Several studies have, in recent years, revealed that loneliness is an increasing problem in our advanced cultures, even described as a “silent epidemic”. We are more connected, digitally, than ever before but despite that – or possibly because of it – we are increasingly lonely.
Some studies have found that 18-24-year-olds are four times as likely to feel lonely all the time as those aged 70 and above. But we know also that many elders are afflicted by loneliness. Studies have shown also that chronic loneliness in older adults greatly damages their health, often leading to dementia or allowing it to take hold.
Additionally, loneliness among men is now acknowledged as a serious problem. A UK survey this year showed that eight million (35%) men feel lonely at least once a week and nearly three million (11%) feel it daily. Even more sad was the finding that over one in 20 men (7%) count themselves as having no friends; of the remainder, nearly one in 10 (8 per cent) have no close friend. More than one in 10 men told the survey that they are lonely but would not admit it to anyone.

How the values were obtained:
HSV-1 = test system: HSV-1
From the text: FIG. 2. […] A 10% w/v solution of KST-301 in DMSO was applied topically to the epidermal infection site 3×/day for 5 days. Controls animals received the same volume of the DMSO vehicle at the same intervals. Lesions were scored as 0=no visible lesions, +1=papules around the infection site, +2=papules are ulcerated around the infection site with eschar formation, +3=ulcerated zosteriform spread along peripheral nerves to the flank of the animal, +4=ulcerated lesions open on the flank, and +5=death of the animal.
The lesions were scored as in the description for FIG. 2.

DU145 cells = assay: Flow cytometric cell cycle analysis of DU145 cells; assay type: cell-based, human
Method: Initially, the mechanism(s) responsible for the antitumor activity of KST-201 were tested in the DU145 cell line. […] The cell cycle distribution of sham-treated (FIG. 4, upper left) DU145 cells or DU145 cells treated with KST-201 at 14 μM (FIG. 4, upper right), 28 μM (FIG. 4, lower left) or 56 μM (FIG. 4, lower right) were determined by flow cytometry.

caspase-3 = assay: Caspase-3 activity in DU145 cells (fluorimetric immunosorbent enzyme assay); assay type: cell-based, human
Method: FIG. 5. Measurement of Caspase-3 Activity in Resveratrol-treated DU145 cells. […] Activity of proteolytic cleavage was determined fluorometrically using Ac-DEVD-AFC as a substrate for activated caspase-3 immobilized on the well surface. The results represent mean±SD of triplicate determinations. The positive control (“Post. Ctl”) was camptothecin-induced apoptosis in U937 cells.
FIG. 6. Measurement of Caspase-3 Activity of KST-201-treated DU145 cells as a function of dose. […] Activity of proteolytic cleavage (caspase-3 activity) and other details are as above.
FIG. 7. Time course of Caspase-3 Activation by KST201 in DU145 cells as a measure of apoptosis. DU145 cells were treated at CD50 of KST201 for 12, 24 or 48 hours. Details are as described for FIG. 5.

We humans are not meant to be alone or isolated. We are made for each other, we are made for community and it is in human community that we grow and flourish.
The church is the entire community of Christ’s followers; not only the hierarchy, the bishops, or the priests although this key insight of the Second Vatican Council has still not taken root fully, even fifty years later. The priest members of this community need the prayers and support of the rest of the members as much as any others so, praying with the Pope this month, we might all be reminded that they do experience fatigue and loneliness at times. Perhaps we might even encourage them to take time with their brother priests. Bring to mind some of the priests you know. Ask the Good Spirit to touch these men and to build up their intimacy with Jesus.
– Fr. David Stewart, SJ
Pope’s Worldwide Prayer Network (United Kingdom)
Learn more at the Click to Pray Blog.